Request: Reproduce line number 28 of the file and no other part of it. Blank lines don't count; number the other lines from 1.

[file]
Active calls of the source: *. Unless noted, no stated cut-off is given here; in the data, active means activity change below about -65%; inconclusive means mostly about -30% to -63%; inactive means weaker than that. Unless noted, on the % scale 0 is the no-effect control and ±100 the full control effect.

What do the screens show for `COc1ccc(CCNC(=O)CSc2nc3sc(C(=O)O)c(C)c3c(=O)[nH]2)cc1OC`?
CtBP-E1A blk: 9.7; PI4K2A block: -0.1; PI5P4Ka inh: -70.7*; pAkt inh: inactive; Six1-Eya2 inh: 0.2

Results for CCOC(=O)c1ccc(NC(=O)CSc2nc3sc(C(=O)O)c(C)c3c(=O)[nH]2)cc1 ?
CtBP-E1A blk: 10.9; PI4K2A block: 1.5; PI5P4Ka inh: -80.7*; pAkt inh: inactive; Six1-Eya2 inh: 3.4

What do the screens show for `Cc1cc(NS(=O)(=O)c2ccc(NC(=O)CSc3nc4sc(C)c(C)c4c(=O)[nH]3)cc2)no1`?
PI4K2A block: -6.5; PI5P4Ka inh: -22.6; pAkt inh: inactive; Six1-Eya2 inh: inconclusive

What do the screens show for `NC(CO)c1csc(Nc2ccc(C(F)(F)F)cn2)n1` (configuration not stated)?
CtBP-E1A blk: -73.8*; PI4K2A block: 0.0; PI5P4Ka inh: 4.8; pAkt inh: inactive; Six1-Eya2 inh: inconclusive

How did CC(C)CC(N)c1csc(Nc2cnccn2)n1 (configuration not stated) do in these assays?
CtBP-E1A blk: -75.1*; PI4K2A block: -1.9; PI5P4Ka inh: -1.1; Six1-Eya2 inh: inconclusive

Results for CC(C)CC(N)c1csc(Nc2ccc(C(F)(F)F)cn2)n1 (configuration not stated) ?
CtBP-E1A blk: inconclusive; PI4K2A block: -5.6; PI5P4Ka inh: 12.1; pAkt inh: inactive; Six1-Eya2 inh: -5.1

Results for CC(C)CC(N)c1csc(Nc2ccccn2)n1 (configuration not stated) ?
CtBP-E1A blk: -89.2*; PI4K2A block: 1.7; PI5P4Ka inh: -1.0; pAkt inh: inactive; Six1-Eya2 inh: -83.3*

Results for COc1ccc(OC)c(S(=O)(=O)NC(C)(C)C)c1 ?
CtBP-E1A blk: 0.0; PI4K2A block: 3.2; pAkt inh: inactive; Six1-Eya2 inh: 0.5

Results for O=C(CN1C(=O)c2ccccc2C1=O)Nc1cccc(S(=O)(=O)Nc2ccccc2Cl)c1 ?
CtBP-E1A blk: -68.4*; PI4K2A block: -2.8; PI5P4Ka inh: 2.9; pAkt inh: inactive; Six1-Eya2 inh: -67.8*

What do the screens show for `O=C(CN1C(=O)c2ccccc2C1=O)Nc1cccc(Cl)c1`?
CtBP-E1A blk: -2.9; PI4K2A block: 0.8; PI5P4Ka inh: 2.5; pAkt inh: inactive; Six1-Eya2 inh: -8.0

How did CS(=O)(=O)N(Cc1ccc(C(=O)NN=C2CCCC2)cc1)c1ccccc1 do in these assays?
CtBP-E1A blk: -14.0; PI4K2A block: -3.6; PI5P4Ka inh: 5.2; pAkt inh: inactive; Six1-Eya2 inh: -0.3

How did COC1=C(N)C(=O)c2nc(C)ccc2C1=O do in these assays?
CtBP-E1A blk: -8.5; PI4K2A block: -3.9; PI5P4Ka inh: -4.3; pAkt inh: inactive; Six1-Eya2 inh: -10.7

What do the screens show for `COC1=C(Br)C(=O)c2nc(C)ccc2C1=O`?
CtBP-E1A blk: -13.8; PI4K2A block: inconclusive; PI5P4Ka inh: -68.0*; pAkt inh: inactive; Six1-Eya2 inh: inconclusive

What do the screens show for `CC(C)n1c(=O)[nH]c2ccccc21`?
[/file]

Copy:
What do the screens show for `CC(C)n1c(=O)[nH]c2ccccc21`?